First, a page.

Iraqi unrest, Syrian unrest, and ISIS/ISIL/Daesh

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  • #126
nsaspook
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If that's their strategy it's a mighty poor one unless your plan is to just kill people by blowing it up, you can't just turn the water off for very long. It's a high value target that they have to defend and reinforce if they plan to keep it, there's little tactical advantage.
Let's see what happens.
http://www.washingtonpost.com/world...0ab-47b9-889c-d3b00343470f_story.html?hpid=z2

Kurdish and Iraqi officials said that Sunday’s operation was going better than expected and that the dam would soon be under full government control. “We expect to finish this within hours,” said Helgurd Hikmat, a spokesman for the Kurdish forces, known as the pesh merga.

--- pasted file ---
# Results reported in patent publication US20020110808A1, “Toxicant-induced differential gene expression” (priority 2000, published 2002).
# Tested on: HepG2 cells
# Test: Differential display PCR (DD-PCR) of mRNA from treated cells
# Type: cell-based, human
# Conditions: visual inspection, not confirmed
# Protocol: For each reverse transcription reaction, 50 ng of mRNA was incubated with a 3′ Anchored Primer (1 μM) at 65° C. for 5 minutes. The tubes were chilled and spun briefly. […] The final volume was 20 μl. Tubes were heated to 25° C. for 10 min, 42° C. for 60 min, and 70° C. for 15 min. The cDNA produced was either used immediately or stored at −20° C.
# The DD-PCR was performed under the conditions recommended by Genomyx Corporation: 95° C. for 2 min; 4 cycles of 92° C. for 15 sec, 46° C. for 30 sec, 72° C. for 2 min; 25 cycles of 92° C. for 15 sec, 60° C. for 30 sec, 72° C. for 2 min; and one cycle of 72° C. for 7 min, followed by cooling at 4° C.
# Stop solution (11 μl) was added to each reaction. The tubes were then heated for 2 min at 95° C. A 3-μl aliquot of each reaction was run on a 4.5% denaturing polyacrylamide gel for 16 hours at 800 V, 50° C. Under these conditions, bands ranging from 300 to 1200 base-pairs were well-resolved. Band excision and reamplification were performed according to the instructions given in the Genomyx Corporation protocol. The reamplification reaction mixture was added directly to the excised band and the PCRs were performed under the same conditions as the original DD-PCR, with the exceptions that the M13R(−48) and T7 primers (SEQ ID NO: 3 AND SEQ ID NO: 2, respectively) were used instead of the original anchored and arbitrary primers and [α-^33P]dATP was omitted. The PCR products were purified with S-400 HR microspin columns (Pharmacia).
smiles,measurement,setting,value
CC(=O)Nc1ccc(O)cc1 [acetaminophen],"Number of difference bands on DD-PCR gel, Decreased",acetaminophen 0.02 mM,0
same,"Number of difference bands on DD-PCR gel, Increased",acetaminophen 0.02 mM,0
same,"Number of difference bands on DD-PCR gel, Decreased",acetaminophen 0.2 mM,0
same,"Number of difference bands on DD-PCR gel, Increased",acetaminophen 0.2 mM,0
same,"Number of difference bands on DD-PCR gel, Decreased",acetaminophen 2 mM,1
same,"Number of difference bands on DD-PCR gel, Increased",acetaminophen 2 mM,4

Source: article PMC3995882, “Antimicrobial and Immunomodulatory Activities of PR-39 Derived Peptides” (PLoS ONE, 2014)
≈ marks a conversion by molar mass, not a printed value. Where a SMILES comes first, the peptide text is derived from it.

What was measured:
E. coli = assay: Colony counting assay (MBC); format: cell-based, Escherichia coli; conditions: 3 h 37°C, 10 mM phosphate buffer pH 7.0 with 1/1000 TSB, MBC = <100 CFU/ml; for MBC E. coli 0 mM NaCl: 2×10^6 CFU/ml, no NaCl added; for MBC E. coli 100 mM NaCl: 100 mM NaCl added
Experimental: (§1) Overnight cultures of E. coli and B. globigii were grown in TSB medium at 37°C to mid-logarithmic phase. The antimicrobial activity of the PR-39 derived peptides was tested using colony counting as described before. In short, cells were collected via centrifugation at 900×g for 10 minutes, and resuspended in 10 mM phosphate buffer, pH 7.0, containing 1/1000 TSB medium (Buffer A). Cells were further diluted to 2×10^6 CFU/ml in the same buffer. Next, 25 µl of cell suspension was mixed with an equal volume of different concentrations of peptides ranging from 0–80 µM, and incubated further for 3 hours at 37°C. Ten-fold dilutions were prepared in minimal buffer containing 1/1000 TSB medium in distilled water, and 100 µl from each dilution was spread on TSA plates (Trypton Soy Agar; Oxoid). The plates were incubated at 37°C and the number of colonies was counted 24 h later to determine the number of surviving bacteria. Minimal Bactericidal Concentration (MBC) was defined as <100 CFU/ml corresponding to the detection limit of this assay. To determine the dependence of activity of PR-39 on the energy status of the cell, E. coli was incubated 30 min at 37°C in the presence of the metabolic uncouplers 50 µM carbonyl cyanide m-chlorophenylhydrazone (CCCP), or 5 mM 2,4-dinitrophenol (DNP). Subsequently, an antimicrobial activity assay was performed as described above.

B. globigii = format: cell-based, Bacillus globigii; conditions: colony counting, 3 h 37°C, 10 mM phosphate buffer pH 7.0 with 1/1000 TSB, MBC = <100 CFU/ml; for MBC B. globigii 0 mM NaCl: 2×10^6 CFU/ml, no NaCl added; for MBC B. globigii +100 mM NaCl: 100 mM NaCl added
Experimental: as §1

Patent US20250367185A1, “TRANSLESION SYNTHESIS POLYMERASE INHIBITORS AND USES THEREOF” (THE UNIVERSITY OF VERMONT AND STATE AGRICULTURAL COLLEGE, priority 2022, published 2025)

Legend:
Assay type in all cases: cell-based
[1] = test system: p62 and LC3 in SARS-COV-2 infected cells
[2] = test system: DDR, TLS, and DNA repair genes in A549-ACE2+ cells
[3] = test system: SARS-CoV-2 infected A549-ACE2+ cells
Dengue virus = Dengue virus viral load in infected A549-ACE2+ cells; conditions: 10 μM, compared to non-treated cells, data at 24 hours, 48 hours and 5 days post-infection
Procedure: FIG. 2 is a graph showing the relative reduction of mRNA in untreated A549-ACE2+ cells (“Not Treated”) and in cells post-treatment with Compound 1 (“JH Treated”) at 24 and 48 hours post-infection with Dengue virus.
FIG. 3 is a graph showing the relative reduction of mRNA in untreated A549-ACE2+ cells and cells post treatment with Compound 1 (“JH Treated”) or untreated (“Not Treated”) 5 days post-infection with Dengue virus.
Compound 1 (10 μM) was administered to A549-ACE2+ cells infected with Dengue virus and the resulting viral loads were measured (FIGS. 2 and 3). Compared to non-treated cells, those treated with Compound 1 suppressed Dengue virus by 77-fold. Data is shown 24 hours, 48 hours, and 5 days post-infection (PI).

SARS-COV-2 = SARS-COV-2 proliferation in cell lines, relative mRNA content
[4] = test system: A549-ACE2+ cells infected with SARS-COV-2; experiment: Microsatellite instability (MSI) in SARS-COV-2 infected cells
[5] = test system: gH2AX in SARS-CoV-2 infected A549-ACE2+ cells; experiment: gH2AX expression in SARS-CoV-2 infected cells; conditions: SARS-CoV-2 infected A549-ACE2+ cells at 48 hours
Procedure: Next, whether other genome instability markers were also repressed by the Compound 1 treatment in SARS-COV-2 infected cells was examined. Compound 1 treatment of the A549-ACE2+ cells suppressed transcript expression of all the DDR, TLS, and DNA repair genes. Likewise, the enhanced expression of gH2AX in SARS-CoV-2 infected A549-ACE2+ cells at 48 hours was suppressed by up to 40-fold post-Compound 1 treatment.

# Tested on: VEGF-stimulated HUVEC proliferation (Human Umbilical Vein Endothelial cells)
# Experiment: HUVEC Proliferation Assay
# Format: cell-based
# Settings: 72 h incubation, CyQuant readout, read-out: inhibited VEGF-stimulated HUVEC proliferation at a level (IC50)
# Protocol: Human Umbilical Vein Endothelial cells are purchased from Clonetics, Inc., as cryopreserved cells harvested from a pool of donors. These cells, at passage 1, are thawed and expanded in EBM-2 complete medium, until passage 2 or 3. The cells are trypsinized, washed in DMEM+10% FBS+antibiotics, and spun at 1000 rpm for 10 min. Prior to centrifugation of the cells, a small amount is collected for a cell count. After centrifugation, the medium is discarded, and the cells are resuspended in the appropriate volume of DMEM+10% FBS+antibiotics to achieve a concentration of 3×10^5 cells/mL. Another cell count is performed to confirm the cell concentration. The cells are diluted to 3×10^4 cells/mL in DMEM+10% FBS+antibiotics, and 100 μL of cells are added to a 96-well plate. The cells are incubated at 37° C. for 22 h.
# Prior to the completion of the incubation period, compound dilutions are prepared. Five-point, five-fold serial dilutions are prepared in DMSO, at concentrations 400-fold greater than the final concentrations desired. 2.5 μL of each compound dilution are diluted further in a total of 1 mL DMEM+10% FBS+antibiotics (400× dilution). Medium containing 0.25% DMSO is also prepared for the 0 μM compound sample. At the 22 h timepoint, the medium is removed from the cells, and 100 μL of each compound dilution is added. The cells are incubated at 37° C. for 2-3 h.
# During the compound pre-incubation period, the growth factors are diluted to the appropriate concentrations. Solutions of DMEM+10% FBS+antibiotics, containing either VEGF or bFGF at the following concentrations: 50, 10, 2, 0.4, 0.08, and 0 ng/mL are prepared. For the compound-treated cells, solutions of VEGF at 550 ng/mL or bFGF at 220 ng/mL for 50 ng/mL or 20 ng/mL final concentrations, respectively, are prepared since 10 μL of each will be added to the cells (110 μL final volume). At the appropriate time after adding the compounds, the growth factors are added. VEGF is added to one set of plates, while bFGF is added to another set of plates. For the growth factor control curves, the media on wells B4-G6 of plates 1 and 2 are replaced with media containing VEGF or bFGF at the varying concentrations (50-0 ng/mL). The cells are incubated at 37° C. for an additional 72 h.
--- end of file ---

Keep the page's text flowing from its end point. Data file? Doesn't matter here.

A U.S. official, who spoke on the condition of anonymity because of the sensitivity of the situation, also said that the operation had “made significant progress.” But he said that recapturing the dam would take time “because there are a lot of IEDs,” or roadside bombs.
Two weeks is how long they held it:
 
  • #127
reenmachine
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Killing the men.Impregnating their women.Brainwashing their children unless they kill them instead.

Imagine that happening to you, the moment before they kill you, standing there like a sitting duck with dozens of other men on your side, defenseless, knowing your child and wife are in the hands of monsters and you're not going to be there to protect them anymore.Life ends there.